Sto Product Manager Karine Galla recently penned a piece in Construction Specifier on mineral wool as an option to enhance the thermal performance of continuous insulation on a building’s exterior.  While mineral wool has been around for over a century, the article provides an overview on how the insulation is produced today and outlines its many attributes for exterior facades.

Mineral wool is typically made from a combination of melted volcanic rock and steel slag spun into a mass of fine, intertwined fibers. These fibers conduct heat very well, but when pressed into rolls and sheets they create an excellent insulator. In addition to its thermal performance, mineral wool also appeals to designers and specifiers because of its fire resistance. Since mineral wool insulations are naturally noncombustible, they will not burn or release harmful smoke and hot gases.

Mineral wool is also vapor permeable, with a vapor rating of up to 50. This means water vapor can readily diffuse throughout the material; it will not retain water. Since most mineral wool products are made from more than 50% post-industrial recycled content, and contribute so significantly to energy conservation, they are also considered very “sustainable”.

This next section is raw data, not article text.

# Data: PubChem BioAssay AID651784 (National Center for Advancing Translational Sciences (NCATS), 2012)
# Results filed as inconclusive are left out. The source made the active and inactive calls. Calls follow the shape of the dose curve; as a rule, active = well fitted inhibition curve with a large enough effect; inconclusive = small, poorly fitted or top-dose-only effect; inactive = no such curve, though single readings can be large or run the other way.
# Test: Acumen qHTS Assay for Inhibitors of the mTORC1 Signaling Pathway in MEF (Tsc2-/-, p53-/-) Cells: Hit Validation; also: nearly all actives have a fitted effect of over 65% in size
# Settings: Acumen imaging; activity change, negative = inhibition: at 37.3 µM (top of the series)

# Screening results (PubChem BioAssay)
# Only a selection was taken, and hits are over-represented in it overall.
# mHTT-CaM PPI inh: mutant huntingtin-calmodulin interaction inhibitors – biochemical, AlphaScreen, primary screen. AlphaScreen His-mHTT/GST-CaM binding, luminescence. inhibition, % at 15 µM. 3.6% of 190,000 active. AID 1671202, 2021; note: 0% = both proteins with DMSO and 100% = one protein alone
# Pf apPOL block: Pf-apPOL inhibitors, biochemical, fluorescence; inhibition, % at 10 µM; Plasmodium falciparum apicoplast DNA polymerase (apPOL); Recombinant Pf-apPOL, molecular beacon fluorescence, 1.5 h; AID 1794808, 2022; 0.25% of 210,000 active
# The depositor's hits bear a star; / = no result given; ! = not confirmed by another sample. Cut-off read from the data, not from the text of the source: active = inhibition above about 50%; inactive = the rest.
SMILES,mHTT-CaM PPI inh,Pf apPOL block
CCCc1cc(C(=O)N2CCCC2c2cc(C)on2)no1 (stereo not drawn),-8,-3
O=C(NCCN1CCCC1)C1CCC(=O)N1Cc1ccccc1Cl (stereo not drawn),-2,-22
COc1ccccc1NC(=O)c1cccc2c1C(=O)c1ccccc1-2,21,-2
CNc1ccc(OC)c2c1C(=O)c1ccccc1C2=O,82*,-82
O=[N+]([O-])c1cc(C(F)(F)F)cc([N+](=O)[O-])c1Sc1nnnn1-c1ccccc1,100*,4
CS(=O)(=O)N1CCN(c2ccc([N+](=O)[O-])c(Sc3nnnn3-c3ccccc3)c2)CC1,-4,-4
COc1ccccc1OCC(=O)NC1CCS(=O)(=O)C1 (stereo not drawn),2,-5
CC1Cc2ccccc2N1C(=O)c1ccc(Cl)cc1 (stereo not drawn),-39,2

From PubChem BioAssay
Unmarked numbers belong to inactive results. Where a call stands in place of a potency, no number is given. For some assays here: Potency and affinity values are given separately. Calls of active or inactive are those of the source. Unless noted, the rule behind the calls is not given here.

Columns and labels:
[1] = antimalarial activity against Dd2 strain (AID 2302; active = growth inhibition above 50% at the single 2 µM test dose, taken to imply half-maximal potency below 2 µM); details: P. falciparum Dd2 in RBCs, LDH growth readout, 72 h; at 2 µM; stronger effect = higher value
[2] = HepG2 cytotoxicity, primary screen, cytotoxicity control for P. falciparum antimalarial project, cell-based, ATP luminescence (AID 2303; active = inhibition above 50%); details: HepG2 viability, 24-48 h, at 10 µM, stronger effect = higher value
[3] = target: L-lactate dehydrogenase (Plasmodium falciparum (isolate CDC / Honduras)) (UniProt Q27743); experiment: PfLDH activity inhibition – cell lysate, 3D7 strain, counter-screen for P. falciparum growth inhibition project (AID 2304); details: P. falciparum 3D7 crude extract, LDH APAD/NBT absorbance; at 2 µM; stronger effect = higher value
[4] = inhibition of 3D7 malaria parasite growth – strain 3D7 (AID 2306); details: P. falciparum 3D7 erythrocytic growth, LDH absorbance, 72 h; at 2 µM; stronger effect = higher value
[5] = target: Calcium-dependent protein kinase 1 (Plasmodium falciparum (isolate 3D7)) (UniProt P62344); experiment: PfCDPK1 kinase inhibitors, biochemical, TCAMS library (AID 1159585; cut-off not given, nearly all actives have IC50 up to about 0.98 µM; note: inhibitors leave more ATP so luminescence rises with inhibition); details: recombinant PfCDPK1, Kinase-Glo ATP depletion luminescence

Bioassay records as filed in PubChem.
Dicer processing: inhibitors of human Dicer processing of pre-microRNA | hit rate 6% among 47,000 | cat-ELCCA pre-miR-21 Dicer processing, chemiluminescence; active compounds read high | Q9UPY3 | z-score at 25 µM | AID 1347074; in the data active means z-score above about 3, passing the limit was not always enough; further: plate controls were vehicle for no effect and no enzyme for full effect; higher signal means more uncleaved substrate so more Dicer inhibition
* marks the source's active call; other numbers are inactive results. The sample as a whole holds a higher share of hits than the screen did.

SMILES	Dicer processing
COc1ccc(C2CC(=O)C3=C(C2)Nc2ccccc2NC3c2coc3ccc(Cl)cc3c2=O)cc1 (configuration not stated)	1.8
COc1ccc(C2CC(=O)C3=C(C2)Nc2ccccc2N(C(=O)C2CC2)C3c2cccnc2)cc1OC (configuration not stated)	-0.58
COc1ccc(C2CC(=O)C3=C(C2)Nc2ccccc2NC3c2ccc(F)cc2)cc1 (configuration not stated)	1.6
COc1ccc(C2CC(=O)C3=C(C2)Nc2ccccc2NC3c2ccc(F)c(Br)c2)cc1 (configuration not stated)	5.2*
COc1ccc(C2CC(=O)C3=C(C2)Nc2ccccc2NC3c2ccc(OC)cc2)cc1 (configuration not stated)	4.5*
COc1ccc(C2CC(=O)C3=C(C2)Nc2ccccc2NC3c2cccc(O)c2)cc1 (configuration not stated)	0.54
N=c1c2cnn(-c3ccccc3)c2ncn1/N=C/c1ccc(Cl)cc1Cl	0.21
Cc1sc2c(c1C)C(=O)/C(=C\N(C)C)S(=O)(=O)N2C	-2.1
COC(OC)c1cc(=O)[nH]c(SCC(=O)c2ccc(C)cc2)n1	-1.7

As a result of these performance virtues, mineral wool is increasingly used in building exteriors. Especially when builders are looking to mitigate fire risk, noise intrusion, and energy waste, as well as ensuring moisture control in an “all-in-one-solution”.

Mineral wool insulation has been widely used in industrial settings such as petroleum refineries and power plants, as well as for lofts, cavity walls, flat roofs and heating systems. It has also been used as an insulation layer behind various claddings such as curtain walls, rainscreen facades and exterior insulation and finish systems (EIFS).

While suggesting that mineral wool products warrant consideration, Galla also outlines some of the product’s challenges and important factors to consider in designing a wall assembly with mineral wool insulation. These include: air and moisture control, detailing solutions at the joints and seams, making wind load calculations, ensuring fastener longevity, and determining impact resistance.

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